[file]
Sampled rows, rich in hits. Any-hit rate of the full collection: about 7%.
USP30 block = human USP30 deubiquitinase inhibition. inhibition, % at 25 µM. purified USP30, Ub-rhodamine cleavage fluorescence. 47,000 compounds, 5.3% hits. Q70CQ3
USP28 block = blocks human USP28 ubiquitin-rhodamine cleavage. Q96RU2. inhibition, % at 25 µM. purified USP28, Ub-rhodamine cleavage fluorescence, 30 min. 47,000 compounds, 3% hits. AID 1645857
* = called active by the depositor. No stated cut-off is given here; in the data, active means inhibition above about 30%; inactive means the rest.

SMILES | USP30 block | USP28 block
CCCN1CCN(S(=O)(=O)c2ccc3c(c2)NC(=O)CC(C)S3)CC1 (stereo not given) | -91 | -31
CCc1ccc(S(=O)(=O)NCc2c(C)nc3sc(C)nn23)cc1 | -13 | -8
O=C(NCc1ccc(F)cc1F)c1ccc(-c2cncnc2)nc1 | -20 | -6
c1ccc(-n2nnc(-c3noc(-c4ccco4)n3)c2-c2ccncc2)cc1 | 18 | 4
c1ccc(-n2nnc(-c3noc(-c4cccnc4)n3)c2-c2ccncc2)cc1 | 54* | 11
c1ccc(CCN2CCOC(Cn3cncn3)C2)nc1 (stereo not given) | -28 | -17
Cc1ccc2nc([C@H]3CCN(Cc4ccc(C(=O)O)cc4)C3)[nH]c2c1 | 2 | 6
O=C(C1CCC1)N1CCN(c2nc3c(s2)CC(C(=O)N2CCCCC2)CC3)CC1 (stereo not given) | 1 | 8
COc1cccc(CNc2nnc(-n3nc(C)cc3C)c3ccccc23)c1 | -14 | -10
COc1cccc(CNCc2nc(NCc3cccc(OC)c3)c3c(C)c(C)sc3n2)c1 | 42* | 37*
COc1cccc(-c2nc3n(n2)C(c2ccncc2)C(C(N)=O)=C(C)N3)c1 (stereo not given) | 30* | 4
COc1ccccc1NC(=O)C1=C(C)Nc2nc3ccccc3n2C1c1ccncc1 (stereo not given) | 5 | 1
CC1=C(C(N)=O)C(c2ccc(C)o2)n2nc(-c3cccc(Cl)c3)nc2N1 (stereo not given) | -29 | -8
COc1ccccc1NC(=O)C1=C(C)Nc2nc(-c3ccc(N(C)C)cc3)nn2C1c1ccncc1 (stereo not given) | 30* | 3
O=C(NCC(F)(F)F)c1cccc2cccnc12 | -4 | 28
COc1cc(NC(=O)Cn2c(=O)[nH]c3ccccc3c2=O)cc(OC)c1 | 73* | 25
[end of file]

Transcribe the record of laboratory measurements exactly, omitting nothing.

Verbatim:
Sampled rows, rich in hits. Any-hit rate of the full collection: about 7%.
USP30 block = human USP30 deubiquitinase inhibition. inhibition, % at 25 µM. purified USP30, Ub-rhodamine cleavage fluorescence. 47,000 compounds, 5.3% hits. Q70CQ3
USP28 block = blocks human USP28 ubiquitin-rhodamine cleavage. Q96RU2. inhibition, % at 25 µM. purified USP28, Ub-rhodamine cleavage fluorescence, 30 min. 47,000 compounds, 3% hits. AID 1645857
* = called active by the depositor. No stated cut-off is given here; in the data, active means inhibition above about 30%; inactive means the rest.

SMILES | USP30 block | USP28 block
CCCN1CCN(S(=O)(=O)c2ccc3c(c2)NC(=O)CC(C)S3)CC1 (stereo not given) | -91 | -31
CCc1ccc(S(=O)(=O)NCc2c(C)nc3sc(C)nn23)cc1 | -13 | -8
O=C(NCc1ccc(F)cc1F)c1ccc(-c2cncnc2)nc1 | -20 | -6
c1ccc(-n2nnc(-c3noc(-c4ccco4)n3)c2-c2ccncc2)cc1 | 18 | 4
c1ccc(-n2nnc(-c3noc(-c4cccnc4)n3)c2-c2ccncc2)cc1 | 54* | 11
c1ccc(CCN2CCOC(Cn3cncn3)C2)nc1 (stereo not given) | -28 | -17
Cc1ccc2nc([C@H]3CCN(Cc4ccc(C(=O)O)cc4)C3)[nH]c2c1 | 2 | 6
O=C(C1CCC1)N1CCN(c2nc3c(s2)CC(C(=O)N2CCCCC2)CC3)CC1 (stereo not given) | 1 | 8
COc1cccc(CNc2nnc(-n3nc(C)cc3C)c3ccccc23)c1 | -14 | -10
COc1cccc(CNCc2nc(NCc3cccc(OC)c3)c3c(C)c(C)sc3n2)c1 | 42* | 37*
COc1cccc(-c2nc3n(n2)C(c2ccncc2)C(C(N)=O)=C(C)N3)c1 (stereo not given) | 30* | 4
COc1ccccc1NC(=O)C1=C(C)Nc2nc3ccccc3n2C1c1ccncc1 (stereo not given) | 5 | 1
CC1=C(C(N)=O)C(c2ccc(C)o2)n2nc(-c3cccc(Cl)c3)nc2N1 (stereo not given) | -29 | -8
COc1ccccc1NC(=O)C1=C(C)Nc2nc(-c3ccc(N(C)C)cc3)nn2C1c1ccncc1 (stereo not given) | 30* | 3
O=C(NCC(F)(F)F)c1cccc2cccnc12 | -4 | 28
COc1cc(NC(=O)Cn2c(=O)[nH]c3ccccc3c2=O)cc(OC)c1 | 73* | 25